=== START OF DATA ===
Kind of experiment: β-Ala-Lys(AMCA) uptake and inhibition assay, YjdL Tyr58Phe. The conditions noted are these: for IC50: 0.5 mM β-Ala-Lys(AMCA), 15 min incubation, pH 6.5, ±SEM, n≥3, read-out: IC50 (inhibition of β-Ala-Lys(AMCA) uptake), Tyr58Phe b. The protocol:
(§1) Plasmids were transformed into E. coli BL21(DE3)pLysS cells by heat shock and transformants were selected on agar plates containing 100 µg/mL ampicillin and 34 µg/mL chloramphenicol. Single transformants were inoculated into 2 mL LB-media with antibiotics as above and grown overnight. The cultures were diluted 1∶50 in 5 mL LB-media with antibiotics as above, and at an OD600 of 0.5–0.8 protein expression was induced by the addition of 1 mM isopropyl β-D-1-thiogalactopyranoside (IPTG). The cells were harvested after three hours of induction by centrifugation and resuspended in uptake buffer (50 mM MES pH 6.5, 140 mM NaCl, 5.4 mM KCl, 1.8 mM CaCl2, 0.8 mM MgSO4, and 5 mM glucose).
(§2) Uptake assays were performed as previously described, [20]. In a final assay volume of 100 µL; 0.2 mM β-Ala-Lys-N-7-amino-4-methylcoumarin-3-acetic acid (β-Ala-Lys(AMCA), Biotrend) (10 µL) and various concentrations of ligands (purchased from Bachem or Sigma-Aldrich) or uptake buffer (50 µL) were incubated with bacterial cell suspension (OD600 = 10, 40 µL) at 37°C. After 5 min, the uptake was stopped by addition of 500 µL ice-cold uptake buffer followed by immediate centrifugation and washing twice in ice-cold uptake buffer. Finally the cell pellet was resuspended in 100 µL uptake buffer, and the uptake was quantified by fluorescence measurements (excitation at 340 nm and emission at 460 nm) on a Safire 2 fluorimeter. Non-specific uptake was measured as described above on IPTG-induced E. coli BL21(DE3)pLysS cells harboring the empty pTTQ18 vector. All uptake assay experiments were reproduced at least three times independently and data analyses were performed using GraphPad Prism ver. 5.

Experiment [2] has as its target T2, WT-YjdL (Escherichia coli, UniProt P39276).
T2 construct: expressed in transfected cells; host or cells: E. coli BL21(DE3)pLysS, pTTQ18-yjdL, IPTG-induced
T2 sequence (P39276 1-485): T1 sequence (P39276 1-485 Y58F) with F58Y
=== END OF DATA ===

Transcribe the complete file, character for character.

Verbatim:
Kind of experiment: β-Ala-Lys(AMCA) uptake and inhibition assay, YjdL Tyr58Phe. The conditions noted are these: for IC50: 0.5 mM β-Ala-Lys(AMCA), 15 min incubation, pH 6.5, ±SEM, n≥3, read-out: IC50 (inhibition of β-Ala-Lys(AMCA) uptake), Tyr58Phe b. The protocol:
(§1) Plasmids were transformed into E. coli BL21(DE3)pLysS cells by heat shock and transformants were selected on agar plates containing 100 µg/mL ampicillin and 34 µg/mL chloramphenicol. Single transformants were inoculated into 2 mL LB-media with antibiotics as above and grown overnight. The cultures were diluted 1∶50 in 5 mL LB-media with antibiotics as above, and at an OD600 of 0.5–0.8 protein expression was induced by the addition of 1 mM isopropyl β-D-1-thiogalactopyranoside (IPTG). The cells were harvested after three hours of induction by centrifugation and resuspended in uptake buffer (50 mM MES pH 6.5, 140 mM NaCl, 5.4 mM KCl, 1.8 mM CaCl2, 0.8 mM MgSO4, and 5 mM glucose).
(§2) Uptake assays were performed as previously described, [20]. In a final assay volume of 100 µL; 0.2 mM β-Ala-Lys-N-7-amino-4-methylcoumarin-3-acetic acid (β-Ala-Lys(AMCA), Biotrend) (10 µL) and various concentrations of ligands (purchased from Bachem or Sigma-Aldrich) or uptake buffer (50 µL) were incubated with bacterial cell suspension (OD600 = 10, 40 µL) at 37°C. After 5 min, the uptake was stopped by addition of 500 µL ice-cold uptake buffer followed by immediate centrifugation and washing twice in ice-cold uptake buffer. Finally the cell pellet was resuspended in 100 µL uptake buffer, and the uptake was quantified by fluorescence measurements (excitation at 340 nm and emission at 460 nm) on a Safire 2 fluorimeter. Non-specific uptake was measured as described above on IPTG-induced E. coli BL21(DE3)pLysS cells harboring the empty pTTQ18 vector. All uptake assay experiments were reproduced at least three times independently and data analyses were performed using GraphPad Prism ver. 5.

Experiment [2] has as its target T2, WT-YjdL (Escherichia coli, UniProt P39276).
T2 construct: expressed in transfected cells; host or cells: E. coli BL21(DE3)pLysS, pTTQ18-yjdL, IPTG-induced
T2 sequence (P39276 1-485): T1 sequence (P39276 1-485 Y58F) with F58Y